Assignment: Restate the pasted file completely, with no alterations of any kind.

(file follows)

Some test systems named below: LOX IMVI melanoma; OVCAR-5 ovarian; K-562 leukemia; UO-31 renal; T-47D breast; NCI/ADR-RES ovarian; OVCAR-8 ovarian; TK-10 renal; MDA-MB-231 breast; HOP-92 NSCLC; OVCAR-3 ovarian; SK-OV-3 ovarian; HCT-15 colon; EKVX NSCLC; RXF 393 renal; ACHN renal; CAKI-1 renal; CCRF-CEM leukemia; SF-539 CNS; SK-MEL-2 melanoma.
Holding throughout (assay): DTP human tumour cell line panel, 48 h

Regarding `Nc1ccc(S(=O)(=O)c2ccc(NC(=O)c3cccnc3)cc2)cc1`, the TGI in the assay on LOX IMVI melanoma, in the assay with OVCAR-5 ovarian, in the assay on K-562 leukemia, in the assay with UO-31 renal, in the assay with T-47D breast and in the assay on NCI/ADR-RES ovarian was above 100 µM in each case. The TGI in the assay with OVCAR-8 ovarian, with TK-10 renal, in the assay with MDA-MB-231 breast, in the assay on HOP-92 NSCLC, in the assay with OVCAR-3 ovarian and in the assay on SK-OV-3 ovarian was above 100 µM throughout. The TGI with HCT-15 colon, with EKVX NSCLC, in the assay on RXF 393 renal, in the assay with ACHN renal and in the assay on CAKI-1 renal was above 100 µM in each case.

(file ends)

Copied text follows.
Some test systems named below: LOX IMVI melanoma; OVCAR-5 ovarian; K-562 leukemia; UO-31 renal; T-47D breast; NCI/ADR-RES ovarian; OVCAR-8 ovarian; TK-10 renal; MDA-MB-231 breast; HOP-92 NSCLC; OVCAR-3 ovarian; SK-OV-3 ovarian; HCT-15 colon; EKVX NSCLC; RXF 393 renal; ACHN renal; CAKI-1 renal; CCRF-CEM leukemia; SF-539 CNS; SK-MEL-2 melanoma.
Holding throughout (assay): DTP human tumour cell line panel, 48 h

Regarding `Nc1ccc(S(=O)(=O)c2ccc(NC(=O)c3cccnc3)cc2)cc1`, the TGI in the assay on LOX IMVI melanoma, in the assay with OVCAR-5 ovarian, in the assay on K-562 leukemia, in the assay with UO-31 renal, in the assay with T-47D breast and in the assay on NCI/ADR-RES ovarian was above 100 µM in each case. The TGI in the assay with OVCAR-8 ovarian, with TK-10 renal, in the assay with MDA-MB-231 breast, in the assay on HOP-92 NSCLC, in the assay with OVCAR-3 ovarian and in the assay on SK-OV-3 ovarian was above 100 µM throughout. The TGI with HCT-15 colon, with EKVX NSCLC, in the assay on RXF 393 renal, in the assay with ACHN renal and in the assay on CAKI-1 renal was above 100 µM in each case.